So, here is a summary of what I explained to Joseph:
The understanding is that there are different model brains, just as there are different model cars. I had him recall when we bought our car a few years back, how he made a point of sitting in every car on the showroom floor. Each of those cars has associated strengths and weaknesses. Compact cars are great on gas mileage and savings, but can’t tow boats or trailers. Trucks are great at towing, but not so great on gas. Family vans occupy the middle ground. So it is when God creates us. There are many different model brains on His showroom floor, and we each get one, with all the associated strengths and weaknesses.
Along with each model brain comes an associated learning style. Some are better visual learners, some auditory, others kinesthetic, some brilliant at numerics, while others are more linguistic. Some brains are geared toward being socially gregarious, while others are more reserved and introspective. So, why does God allow for so many types of brains? Why not give everyone equal capability at excelling in everything, I asked my son. The answer, I offered, is simple.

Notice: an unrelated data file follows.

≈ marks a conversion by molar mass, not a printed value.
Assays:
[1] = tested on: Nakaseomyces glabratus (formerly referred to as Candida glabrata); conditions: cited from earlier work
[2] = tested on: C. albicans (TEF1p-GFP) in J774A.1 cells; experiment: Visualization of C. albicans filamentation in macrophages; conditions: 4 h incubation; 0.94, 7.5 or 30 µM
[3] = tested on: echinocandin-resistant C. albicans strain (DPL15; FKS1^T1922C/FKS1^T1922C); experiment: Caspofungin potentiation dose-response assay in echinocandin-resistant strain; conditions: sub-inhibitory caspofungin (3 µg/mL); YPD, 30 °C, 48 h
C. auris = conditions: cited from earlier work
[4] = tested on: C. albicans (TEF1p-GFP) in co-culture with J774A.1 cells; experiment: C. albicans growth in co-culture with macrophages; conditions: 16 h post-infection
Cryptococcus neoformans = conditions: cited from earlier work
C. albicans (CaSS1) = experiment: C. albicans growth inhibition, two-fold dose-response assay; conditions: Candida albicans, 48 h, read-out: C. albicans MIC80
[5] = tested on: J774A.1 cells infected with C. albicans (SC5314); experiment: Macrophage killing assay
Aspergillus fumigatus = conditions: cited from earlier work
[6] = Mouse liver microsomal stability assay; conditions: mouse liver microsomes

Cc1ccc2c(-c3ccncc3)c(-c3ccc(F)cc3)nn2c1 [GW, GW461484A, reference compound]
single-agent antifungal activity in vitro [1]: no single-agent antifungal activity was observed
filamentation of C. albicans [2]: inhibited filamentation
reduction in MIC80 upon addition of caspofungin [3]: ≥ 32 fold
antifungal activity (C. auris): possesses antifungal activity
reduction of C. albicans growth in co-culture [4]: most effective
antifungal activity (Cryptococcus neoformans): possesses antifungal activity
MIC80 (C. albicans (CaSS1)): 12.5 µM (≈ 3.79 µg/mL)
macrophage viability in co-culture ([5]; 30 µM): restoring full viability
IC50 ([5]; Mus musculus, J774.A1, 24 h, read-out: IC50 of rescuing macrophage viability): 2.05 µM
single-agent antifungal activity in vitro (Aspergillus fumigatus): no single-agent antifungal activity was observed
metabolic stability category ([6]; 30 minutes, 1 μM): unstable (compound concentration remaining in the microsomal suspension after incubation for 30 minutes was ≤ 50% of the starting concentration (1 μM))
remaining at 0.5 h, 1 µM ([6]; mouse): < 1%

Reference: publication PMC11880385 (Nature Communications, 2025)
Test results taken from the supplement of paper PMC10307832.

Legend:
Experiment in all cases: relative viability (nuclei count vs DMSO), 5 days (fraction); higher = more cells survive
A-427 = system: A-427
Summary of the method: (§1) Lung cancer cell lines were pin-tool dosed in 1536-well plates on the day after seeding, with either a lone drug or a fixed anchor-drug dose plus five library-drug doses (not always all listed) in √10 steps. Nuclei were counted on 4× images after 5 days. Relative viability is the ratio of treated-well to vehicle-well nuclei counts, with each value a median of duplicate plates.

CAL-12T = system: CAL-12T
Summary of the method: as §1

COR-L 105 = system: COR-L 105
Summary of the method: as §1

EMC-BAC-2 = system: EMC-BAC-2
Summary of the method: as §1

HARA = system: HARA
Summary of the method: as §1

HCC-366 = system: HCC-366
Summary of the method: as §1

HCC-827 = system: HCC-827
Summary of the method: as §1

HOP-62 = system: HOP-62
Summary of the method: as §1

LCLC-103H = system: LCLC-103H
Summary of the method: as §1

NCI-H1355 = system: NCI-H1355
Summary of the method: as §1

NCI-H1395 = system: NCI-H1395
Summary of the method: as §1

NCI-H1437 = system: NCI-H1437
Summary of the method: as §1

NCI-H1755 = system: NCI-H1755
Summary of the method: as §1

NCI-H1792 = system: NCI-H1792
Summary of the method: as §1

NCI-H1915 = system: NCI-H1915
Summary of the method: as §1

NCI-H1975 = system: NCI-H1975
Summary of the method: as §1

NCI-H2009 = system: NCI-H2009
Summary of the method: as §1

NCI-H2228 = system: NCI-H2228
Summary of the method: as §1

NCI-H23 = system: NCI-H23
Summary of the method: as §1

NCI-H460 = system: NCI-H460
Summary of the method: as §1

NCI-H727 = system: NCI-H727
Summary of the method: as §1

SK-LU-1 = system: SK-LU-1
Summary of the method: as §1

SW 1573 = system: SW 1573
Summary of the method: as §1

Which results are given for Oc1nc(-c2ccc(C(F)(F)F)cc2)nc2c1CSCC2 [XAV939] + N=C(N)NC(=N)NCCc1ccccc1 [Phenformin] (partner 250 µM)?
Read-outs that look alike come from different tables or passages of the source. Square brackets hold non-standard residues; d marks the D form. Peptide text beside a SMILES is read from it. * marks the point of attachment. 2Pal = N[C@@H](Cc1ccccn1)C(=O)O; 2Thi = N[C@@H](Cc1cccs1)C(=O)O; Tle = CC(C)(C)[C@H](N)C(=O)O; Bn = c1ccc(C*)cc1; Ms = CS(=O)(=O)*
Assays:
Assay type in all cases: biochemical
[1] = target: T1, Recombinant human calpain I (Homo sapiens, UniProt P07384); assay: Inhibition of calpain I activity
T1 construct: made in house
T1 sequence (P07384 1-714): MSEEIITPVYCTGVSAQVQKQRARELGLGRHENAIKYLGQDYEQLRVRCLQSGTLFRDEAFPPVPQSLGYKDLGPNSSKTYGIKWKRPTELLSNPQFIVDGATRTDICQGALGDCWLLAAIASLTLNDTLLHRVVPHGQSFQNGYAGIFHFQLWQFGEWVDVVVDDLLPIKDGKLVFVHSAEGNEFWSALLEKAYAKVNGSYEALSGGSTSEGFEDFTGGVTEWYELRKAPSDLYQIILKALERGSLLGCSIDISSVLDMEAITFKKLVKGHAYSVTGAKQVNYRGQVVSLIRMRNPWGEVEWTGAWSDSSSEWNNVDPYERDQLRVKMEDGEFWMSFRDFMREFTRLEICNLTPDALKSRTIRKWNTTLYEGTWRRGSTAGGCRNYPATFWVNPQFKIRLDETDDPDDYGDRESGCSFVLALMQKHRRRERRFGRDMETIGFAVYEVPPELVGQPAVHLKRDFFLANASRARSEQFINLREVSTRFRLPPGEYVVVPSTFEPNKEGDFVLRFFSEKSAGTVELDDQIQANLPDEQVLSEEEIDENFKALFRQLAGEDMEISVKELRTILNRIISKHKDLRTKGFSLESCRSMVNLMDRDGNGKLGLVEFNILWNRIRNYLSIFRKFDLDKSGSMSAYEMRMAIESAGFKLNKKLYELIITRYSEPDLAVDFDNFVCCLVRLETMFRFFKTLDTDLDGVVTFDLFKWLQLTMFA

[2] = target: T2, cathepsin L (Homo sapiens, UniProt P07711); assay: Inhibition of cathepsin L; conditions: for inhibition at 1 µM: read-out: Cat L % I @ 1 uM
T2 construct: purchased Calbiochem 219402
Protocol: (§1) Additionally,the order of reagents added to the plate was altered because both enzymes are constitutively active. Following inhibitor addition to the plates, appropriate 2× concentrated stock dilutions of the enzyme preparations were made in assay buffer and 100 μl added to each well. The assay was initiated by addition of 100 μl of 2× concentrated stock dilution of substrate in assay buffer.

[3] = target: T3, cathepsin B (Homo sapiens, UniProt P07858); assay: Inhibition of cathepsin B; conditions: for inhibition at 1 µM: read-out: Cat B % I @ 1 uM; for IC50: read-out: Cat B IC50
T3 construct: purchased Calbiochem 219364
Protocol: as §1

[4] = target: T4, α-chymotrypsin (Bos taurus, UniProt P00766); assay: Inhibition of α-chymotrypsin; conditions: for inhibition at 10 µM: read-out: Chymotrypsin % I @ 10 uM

If each of us had it all we wouldn’t need one another. Love would collapse, along with complementarity. Life would be flat, bland. Worse still… how would we attain Heaven if we had no means of learning sacrificial love in a world where it was unnecessary?
Our needs are the salvation of those who give of themselves to fill those needs, and their needs are our salvation.
The key to growth, I explained, is to get teachers who are schooled in the different learning styles and who can teach to ours. Years ago, before we had all of this great knowledge we thought of the world in terms of normal and pathological. That wasn’t bad. It was the medical model, which put to flight the old superstition model which governed the world at the time of the Salem Witch Trials. However as civilization has advanced from the time of my own childhood, and the hell that was my life with ADHD, we have come to see ‘normal’ as dynamic and not monolithic. We have come to understand much of therapy as merely education (be that psychotherapy, speech therapy, occupational therapy, physical therapy) and not pathologic intervention.